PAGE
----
Just thought I'd let you know that three of the cuttings of Mutabilis that you sent me rooted. And one of them has given me a tiny bloom!
I'm so excited!
Way cool, Sharon! You're welcome! Thanks for sharing the photo. I hope you can nurse it along in your climate. You're going to love this rose. Rub the peduncle, ovary and sepals them smell them and your fingers. It's a sweet, peppery scent. Now, imagine a bazillian of them perfuming the air for many feet around the plant on a warm, moist day. Delicious! Have fun with it! Kim
Thanks for the tip, I'll do that! They'll spend this winter in the little greenhouse with the seedlings so they should be OK. Next spring I'll put them in bigger pots and see how big they get before I decide on putting them in the ground. I may baby them another winter before I try to leave them out though.
I hope you can get it to flower next year when you're pollinating. It will set seed, but not many and they are hit and miss to germinate. Usually, it likes setting by itself, so use it for pollen. The pollen is fertile and worth exploring. I have a single, pink (what else? LOL!) seedling out front from Marie Pavie X Mutabilis. Nice foliage and it is finally starting to throw larger, open clusters of the medium pink, single flowers. Should be interesting! Kim
Great Seil! I've heard that its hard to root :) its a really great rose and Hardy here...you'll really love it!
Thanks, Tammy! Kim sent me a bunch of cuttings and I stuck quite a few and gave the rest to rose friends. Of the ones I stuck only these three rooted. It's going to be an experiment for me because I'm not sure it will winter here but I'm hoping!
Yippee! Mutabilis has another bud!!!
Great! I hope you can maintain it to a large plant. Once you've witnessed hundreds to thousands of those flowers at once, you'll keep coming back for more! There are so many tints and shades available all at one time, it really does look like a huge bush full of various butterflies. Kim
Sharon, you might also like Louis Lens' Apricot Bells and Patricia Beucher, both crosses of Agalia X Mutabilis. Both are rated hardy to 6b. Plaisantarie is a sister of theirs, but I don't grow that one. I do have the first two, if you'd like cuttings... Kim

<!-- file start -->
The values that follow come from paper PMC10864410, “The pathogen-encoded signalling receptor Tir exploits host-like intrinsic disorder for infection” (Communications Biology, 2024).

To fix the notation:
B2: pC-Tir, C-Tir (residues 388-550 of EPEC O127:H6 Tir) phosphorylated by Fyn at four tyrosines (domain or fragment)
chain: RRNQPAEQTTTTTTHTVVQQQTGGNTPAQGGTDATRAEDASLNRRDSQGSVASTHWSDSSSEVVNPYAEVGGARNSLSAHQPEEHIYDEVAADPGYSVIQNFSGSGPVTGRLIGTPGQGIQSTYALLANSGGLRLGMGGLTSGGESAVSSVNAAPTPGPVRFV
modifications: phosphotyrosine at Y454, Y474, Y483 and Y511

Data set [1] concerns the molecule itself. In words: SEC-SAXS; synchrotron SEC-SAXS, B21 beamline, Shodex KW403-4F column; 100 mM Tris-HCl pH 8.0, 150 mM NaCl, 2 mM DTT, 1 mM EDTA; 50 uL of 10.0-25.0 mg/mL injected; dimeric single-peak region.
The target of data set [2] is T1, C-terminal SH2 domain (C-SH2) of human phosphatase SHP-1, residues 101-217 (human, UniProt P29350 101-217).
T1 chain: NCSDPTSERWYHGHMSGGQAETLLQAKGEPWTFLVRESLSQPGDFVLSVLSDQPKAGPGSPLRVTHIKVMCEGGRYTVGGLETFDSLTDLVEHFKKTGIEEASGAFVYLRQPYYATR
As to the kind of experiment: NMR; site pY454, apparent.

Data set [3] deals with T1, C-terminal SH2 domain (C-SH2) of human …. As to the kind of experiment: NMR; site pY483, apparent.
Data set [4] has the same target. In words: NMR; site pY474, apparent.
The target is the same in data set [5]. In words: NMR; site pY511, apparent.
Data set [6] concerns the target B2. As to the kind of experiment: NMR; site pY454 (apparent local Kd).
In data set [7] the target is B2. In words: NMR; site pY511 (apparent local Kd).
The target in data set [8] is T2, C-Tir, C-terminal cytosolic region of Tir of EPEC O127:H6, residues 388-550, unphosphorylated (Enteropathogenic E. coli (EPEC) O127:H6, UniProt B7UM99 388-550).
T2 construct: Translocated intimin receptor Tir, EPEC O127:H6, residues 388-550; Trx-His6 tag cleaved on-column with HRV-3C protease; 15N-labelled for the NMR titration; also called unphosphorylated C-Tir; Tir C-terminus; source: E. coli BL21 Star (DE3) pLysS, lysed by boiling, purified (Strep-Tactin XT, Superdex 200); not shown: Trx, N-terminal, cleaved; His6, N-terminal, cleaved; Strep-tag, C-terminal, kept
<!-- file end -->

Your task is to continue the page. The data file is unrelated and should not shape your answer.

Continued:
Here is a link that might be useful: Patricia Beucher
I love my Mutabilis, never had a cutting to root. Any advice, tried spring and fall. Please help.
Maternut, I just did my usual process. I do have to say that I stuck about 10 or 12 and only 3 rooted. I use seed starter soil in a clear plastic cup with holes in the bottom, scrap the sides of the cutting a little with a sharp knife to expose the white pith, dip the cuttings in rooting hormone, stick a pencil in the soil and put the cutting in and firm up the soil around it and put it out in the sun. Then it's just a matter of keeping the soil constantly damp but not soggy and waiting. In about 6 weeks I start to check for roots inside the cup. That's why I like the clear cups, you can see the roots! Once I can see that there is a good looking root system in the cup I pot them up into 1 gallon pots. It doesn't work all the time but it's been the most successful method I've tried. I only do mine outside so I have to do them early in the season, June is best but I have done some in early July. Otherwise they're not big enough by the end of the season to winter even in the little greenhouse. And I never try to grow roses inside the house. Well, I do start my seeds inside in January in trays but they go out by April because I'll kill them in the house for sure.
Thanks Seil I do have a green house, will try some this fall , if no luck will try in the spring.